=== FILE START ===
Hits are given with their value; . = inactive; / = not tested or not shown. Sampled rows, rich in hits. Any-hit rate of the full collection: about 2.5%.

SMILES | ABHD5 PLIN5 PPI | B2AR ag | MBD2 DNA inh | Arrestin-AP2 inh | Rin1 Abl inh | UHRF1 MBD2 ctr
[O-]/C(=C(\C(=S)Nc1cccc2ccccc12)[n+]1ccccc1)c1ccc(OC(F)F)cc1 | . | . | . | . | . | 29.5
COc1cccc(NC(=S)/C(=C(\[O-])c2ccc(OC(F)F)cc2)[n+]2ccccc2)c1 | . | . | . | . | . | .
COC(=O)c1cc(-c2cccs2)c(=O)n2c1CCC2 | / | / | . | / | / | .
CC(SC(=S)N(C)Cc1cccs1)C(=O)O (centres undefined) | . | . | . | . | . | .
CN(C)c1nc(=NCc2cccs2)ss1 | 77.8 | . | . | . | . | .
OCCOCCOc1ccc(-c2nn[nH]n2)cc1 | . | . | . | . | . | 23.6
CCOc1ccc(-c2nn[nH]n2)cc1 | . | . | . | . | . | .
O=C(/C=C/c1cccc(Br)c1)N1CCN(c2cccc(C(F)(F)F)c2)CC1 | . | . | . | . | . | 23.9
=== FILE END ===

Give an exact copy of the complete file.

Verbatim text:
Hits are given with their value; . = inactive; / = not tested or not shown. Sampled rows, rich in hits. Any-hit rate of the full collection: about 2.5%.

SMILES | ABHD5 PLIN5 PPI | B2AR ag | MBD2 DNA inh | Arrestin-AP2 inh | Rin1 Abl inh | UHRF1 MBD2 ctr
[O-]/C(=C(\C(=S)Nc1cccc2ccccc12)[n+]1ccccc1)c1ccc(OC(F)F)cc1 | . | . | . | . | . | 29.5
COc1cccc(NC(=S)/C(=C(\[O-])c2ccc(OC(F)F)cc2)[n+]2ccccc2)c1 | . | . | . | . | . | .
COC(=O)c1cc(-c2cccs2)c(=O)n2c1CCC2 | / | / | . | / | / | .
CC(SC(=S)N(C)Cc1cccs1)C(=O)O (centres undefined) | . | . | . | . | . | .
CN(C)c1nc(=NCc2cccs2)ss1 | 77.8 | . | . | . | . | .
OCCOCCOc1ccc(-c2nn[nH]n2)cc1 | . | . | . | . | . | 23.6
CCOc1ccc(-c2nn[nH]n2)cc1 | . | . | . | . | . | .
O=C(/C=C/c1cccc(Br)c1)N1CCN(c2cccc(C(F)(F)F)c2)CC1 | . | . | . | . | . | 23.9